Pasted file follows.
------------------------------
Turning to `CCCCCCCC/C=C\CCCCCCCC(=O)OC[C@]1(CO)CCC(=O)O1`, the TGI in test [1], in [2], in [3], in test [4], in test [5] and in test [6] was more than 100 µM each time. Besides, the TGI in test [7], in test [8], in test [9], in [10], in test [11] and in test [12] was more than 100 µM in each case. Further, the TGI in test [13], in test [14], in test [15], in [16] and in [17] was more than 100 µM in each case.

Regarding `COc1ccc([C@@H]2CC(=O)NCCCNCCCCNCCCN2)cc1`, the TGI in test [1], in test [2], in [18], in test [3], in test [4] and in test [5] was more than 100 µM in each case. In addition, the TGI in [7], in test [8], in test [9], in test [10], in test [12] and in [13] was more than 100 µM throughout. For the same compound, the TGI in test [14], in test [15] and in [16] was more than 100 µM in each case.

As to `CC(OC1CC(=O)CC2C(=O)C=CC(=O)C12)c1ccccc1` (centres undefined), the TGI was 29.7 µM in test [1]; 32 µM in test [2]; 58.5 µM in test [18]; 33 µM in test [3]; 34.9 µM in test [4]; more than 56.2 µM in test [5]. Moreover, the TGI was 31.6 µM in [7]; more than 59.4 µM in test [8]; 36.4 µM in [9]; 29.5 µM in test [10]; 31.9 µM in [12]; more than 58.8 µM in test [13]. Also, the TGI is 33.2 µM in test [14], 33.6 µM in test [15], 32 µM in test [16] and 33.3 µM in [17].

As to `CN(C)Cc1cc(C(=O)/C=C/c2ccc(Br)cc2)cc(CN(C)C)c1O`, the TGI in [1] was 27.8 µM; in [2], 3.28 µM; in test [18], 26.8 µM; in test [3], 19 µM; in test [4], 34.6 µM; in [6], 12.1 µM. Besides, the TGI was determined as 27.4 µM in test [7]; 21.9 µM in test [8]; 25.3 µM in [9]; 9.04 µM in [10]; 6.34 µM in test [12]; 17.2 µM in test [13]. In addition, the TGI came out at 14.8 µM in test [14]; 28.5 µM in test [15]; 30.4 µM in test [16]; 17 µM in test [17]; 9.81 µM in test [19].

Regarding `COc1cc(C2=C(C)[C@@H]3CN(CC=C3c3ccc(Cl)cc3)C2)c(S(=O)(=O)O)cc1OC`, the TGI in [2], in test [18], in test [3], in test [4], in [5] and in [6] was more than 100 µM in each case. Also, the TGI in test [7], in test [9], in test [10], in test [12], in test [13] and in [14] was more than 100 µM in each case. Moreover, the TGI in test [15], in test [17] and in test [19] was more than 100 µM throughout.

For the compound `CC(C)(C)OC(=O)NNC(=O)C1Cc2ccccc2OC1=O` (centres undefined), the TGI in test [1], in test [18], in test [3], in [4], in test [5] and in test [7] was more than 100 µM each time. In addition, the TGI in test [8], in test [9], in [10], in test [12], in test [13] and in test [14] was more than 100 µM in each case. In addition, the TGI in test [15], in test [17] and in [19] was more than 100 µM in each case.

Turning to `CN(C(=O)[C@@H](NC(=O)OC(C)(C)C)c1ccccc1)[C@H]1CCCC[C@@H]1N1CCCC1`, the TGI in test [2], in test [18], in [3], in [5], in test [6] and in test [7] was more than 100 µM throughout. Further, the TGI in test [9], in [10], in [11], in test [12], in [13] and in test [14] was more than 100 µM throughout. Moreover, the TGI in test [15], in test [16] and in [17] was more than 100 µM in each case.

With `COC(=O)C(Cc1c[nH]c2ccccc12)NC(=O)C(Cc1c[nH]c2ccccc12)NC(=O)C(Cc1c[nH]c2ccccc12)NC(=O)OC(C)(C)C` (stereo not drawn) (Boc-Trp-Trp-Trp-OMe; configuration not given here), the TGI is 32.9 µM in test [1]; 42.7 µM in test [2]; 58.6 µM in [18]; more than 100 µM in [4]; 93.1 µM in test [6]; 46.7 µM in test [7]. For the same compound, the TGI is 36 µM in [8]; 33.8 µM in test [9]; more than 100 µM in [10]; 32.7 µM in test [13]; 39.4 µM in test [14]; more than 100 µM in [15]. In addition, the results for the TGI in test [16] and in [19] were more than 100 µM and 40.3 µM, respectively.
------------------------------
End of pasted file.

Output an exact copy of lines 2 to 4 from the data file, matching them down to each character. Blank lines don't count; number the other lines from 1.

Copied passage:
Regarding `COc1ccc([C@@H]2CC(=O)NCCCNCCCCNCCCN2)cc1`, the TGI in test [1], in test [2], in [18], in test [3], in test [4] and in test [5] was more than 100 µM in each case. In addition, the TGI in [7], in test [8], in test [9], in test [10], in test [12] and in [13] was more than 100 µM throughout. For the same compound, the TGI in test [14], in test [15] and in [16] was more than 100 µM in each case.

As to `CC(OC1CC(=O)CC2C(=O)C=CC(=O)C12)c1ccccc1` (centres undefined), the TGI was 29.7 µM in test [1]; 32 µM in test [2]; 58.5 µM in test [18]; 33 µM in test [3]; 34.9 µM in test [4]; more than 56.2 µM in test [5]. Moreover, the TGI was 31.6 µM in [7]; more than 59.4 µM in test [8]; 36.4 µM in [9]; 29.5 µM in test [10]; 31.9 µM in [12]; more than 58.8 µM in test [13]. Also, the TGI is 33.2 µM in test [14], 33.6 µM in test [15], 32 µM in test [16] and 33.3 µM in [17].

As to `CN(C)Cc1cc(C(=O)/C=C/c2ccc(Br)cc2)cc(CN(C)C)c1O`, the TGI in [1] was 27.8 µM; in [2], 3.28 µM; in test [18], 26.8 µM; in test [3], 19 µM; in test [4], 34.6 µM; in [6], 12.1 µM. Besides, the TGI was determined as 27.4 µM in test [7]; 21.9 µM in test [8]; 25.3 µM in [9]; 9.04 µM in [10]; 6.34 µM in test [12]; 17.2 µM in test [13]. In addition, the TGI came out at 14.8 µM in test [14]; 28.5 µM in test [15]; 30.4 µM in test [16]; 17 µM in test [17]; 9.81 µM in test [19].